During breeding season, Galahs may nest in sites very close to other Galahs, unlike many other Cockatoos who seek out safety and solitude of a more protected and distant location. So, during the entire process of breeding and raising the young, Rose-Breasted’s are often exposed to other members of the flock participating in the same activities, combined of course with the shared creche. If this instinctive behaviour carries over into our captive-bred birds, which we believe it does, this is one possible explanation for the easygoing acceptance that is often observed between Galahs when they are put into an aviary or flock setting. Perhaps they do not share the fear of intrusion from others of the same species which can result in some Cockatoos becoming aggressive and protective of a particular site and surrounding territory.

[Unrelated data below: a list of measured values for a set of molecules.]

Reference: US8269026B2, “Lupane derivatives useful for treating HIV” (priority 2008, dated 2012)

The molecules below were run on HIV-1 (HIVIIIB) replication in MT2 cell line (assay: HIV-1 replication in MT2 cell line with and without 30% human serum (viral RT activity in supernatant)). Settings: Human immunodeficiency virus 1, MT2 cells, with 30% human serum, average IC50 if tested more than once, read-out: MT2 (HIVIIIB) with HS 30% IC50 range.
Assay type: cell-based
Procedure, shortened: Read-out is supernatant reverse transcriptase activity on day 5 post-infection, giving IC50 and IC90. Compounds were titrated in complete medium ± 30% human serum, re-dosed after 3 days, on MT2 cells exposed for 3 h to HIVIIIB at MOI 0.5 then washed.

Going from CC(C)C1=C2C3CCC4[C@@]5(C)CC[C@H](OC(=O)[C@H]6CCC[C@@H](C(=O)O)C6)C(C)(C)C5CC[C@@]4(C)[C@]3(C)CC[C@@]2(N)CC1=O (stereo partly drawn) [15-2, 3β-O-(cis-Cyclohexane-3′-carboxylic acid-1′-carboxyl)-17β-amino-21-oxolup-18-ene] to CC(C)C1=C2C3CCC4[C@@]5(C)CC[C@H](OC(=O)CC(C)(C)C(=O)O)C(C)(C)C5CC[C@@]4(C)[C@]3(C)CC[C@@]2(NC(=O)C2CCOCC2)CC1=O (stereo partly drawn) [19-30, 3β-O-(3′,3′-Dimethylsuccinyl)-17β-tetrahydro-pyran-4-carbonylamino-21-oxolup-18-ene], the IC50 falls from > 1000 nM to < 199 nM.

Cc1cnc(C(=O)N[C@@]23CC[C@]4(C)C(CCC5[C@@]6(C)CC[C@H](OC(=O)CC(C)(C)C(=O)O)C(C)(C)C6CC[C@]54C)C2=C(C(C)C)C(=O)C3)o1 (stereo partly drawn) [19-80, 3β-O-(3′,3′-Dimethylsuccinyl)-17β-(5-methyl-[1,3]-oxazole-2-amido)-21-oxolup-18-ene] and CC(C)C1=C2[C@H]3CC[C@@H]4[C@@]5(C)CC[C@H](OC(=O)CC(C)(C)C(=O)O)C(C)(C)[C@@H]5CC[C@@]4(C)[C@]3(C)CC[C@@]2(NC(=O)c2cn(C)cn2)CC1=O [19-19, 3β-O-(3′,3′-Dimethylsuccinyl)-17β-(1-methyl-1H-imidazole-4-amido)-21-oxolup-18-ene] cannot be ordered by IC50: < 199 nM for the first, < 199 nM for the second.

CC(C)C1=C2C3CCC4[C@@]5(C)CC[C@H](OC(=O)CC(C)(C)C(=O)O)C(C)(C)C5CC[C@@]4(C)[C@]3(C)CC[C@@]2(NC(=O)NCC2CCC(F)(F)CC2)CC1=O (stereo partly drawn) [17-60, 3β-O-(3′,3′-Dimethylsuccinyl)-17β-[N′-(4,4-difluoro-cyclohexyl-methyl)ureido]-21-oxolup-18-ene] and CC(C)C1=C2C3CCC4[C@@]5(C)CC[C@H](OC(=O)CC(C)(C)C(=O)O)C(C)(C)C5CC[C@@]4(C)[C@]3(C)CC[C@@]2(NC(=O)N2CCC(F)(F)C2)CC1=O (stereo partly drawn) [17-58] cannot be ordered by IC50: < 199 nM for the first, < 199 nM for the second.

If we think carefully how large flocks of Rose-Breasted’s intermingle in the wild, it almost appears as if these graceful acrobats move in complete unison, as one entity. Even on the ground there does not appear to be a rule about "space," as with some other species. They often literally walk wing to wing, stepping on each others’ feet, crawling over each other almost like ants, a mannerism also observed with African Greys who sometimes look like an inextricable grey mass when feeding on the ground. This type of social interaction seems to conflict somewhat with our interpretation that domestic Rose-Breasted’s are more independent than other Cockatoos...that they are not as "cuddly." While those statements may be true, and many Galahs would much prefer a nice scratch on the head than being held against your chest for a long period, humans who enjoy the companionship of these creatures can attest to their absolute delight in lots of playful interaction, emotional stimulation, and being a part of daily household activities.